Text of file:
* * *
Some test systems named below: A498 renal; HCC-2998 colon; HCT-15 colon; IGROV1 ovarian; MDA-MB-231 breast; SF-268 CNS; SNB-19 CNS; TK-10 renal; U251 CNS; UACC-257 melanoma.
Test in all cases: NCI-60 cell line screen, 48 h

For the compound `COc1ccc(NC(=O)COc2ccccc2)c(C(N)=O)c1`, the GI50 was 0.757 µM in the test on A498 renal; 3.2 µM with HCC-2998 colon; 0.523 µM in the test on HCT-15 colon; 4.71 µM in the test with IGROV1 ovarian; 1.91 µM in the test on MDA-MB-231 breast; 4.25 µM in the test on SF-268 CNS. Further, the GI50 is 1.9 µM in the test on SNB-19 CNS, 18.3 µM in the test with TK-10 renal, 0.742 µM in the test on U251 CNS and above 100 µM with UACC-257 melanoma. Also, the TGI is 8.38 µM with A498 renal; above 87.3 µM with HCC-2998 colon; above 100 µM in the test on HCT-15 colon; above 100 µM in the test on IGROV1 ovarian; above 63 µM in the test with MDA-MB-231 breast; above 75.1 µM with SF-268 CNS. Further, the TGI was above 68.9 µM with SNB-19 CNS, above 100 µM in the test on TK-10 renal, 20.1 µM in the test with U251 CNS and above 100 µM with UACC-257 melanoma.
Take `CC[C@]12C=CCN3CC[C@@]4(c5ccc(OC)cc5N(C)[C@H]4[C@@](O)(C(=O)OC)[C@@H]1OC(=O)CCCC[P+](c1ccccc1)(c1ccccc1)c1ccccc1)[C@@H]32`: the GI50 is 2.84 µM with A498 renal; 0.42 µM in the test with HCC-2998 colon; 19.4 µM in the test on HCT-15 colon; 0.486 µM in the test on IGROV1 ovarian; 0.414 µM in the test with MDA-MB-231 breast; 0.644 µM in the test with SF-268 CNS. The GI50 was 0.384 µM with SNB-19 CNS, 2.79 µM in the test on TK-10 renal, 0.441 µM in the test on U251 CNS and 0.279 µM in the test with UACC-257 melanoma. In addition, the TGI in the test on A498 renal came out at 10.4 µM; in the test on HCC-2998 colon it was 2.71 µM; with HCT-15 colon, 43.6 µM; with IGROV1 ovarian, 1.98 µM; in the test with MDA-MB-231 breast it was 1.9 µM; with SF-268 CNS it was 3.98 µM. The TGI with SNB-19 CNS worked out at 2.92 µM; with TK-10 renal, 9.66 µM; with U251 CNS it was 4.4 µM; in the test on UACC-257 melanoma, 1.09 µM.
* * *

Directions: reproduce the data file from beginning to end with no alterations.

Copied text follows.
Some test systems named below: A498 renal; HCC-2998 colon; HCT-15 colon; IGROV1 ovarian; MDA-MB-231 breast; SF-268 CNS; SNB-19 CNS; TK-10 renal; U251 CNS; UACC-257 melanoma.
Test in all cases: NCI-60 cell line screen, 48 h

For the compound `COc1ccc(NC(=O)COc2ccccc2)c(C(N)=O)c1`, the GI50 was 0.757 µM in the test on A498 renal; 3.2 µM with HCC-2998 colon; 0.523 µM in the test on HCT-15 colon; 4.71 µM in the test with IGROV1 ovarian; 1.91 µM in the test on MDA-MB-231 breast; 4.25 µM in the test on SF-268 CNS. Further, the GI50 is 1.9 µM in the test on SNB-19 CNS, 18.3 µM in the test with TK-10 renal, 0.742 µM in the test on U251 CNS and above 100 µM with UACC-257 melanoma. Also, the TGI is 8.38 µM with A498 renal; above 87.3 µM with HCC-2998 colon; above 100 µM in the test on HCT-15 colon; above 100 µM in the test on IGROV1 ovarian; above 63 µM in the test with MDA-MB-231 breast; above 75.1 µM with SF-268 CNS. Further, the TGI was above 68.9 µM with SNB-19 CNS, above 100 µM in the test on TK-10 renal, 20.1 µM in the test with U251 CNS and above 100 µM with UACC-257 melanoma.
Take `CC[C@]12C=CCN3CC[C@@]4(c5ccc(OC)cc5N(C)[C@H]4[C@@](O)(C(=O)OC)[C@@H]1OC(=O)CCCC[P+](c1ccccc1)(c1ccccc1)c1ccccc1)[C@@H]32`: the GI50 is 2.84 µM with A498 renal; 0.42 µM in the test with HCC-2998 colon; 19.4 µM in the test on HCT-15 colon; 0.486 µM in the test on IGROV1 ovarian; 0.414 µM in the test with MDA-MB-231 breast; 0.644 µM in the test with SF-268 CNS. The GI50 was 0.384 µM with SNB-19 CNS, 2.79 µM in the test on TK-10 renal, 0.441 µM in the test on U251 CNS and 0.279 µM in the test with UACC-257 melanoma. In addition, the TGI in the test on A498 renal came out at 10.4 µM; in the test on HCC-2998 colon it was 2.71 µM; with HCT-15 colon, 43.6 µM; with IGROV1 ovarian, 1.98 µM; in the test with MDA-MB-231 breast it was 1.9 µM; with SF-268 CNS it was 3.98 µM. The TGI with SNB-19 CNS worked out at 2.92 µM; with TK-10 renal, 9.66 µM; with U251 CNS it was 4.4 µM; in the test on UACC-257 melanoma, 1.09 µM.